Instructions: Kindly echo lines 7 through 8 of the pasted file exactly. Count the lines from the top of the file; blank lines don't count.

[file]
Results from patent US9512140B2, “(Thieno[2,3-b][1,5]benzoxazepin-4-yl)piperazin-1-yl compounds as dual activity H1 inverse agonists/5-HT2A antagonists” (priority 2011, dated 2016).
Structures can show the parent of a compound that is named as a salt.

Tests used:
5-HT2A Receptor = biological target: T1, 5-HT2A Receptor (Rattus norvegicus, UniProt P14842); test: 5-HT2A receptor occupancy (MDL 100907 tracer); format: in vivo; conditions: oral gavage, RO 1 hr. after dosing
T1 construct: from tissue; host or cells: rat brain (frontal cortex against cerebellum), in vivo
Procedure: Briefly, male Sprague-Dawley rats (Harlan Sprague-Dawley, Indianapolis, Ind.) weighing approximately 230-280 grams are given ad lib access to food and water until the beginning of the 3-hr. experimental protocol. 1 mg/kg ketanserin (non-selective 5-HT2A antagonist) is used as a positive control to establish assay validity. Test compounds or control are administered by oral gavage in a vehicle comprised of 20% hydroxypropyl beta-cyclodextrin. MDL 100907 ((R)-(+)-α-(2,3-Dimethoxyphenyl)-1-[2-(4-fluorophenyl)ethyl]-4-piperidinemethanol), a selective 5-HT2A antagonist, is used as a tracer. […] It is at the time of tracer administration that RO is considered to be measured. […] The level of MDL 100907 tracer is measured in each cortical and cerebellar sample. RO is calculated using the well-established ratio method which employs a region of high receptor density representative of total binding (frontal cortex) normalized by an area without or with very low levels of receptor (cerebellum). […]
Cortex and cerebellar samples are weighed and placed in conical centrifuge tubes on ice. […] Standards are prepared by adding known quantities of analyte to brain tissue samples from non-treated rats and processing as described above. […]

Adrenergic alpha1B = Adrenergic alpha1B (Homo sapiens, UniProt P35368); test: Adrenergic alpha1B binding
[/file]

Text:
Cortex and cerebellar samples are weighed and placed in conical centrifuge tubes on ice. […] Standards are prepared by adding known quantities of analyte to brain tissue samples from non-treated rats and processing as described above. […]

Adrenergic alpha1B = Adrenergic alpha1B (Homo sapiens, UniProt P35368); test: Adrenergic alpha1B binding